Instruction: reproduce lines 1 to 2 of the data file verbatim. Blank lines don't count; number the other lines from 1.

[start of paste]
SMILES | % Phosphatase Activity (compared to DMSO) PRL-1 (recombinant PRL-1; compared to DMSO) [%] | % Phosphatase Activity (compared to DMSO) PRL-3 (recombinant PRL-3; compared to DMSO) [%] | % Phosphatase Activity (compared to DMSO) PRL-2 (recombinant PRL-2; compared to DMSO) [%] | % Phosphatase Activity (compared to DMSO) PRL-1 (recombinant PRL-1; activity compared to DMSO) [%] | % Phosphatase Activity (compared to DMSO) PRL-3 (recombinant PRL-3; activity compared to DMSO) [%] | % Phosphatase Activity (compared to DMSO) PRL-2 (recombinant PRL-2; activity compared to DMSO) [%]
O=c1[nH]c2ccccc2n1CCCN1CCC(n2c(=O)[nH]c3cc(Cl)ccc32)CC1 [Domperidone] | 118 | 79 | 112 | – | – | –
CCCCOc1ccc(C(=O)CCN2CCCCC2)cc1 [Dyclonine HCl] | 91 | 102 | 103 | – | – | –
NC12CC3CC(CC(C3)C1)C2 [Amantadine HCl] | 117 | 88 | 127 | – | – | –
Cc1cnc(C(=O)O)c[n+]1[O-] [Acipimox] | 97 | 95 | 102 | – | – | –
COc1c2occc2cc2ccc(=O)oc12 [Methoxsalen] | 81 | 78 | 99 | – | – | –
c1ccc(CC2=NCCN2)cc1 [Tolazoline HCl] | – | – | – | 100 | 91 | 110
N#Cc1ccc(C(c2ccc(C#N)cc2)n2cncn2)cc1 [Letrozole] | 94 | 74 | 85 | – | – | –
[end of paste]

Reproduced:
SMILES | % Phosphatase Activity (compared to DMSO) PRL-1 (recombinant PRL-1; compared to DMSO) [%] | % Phosphatase Activity (compared to DMSO) PRL-3 (recombinant PRL-3; compared to DMSO) [%] | % Phosphatase Activity (compared to DMSO) PRL-2 (recombinant PRL-2; compared to DMSO) [%] | % Phosphatase Activity (compared to DMSO) PRL-1 (recombinant PRL-1; activity compared to DMSO) [%] | % Phosphatase Activity (compared to DMSO) PRL-3 (recombinant PRL-3; activity compared to DMSO) [%] | % Phosphatase Activity (compared to DMSO) PRL-2 (recombinant PRL-2; activity compared to DMSO) [%]
O=c1[nH]c2ccccc2n1CCCN1CCC(n2c(=O)[nH]c3cc(Cl)ccc32)CC1 [Domperidone] | 118 | 79 | 112 | – | – | –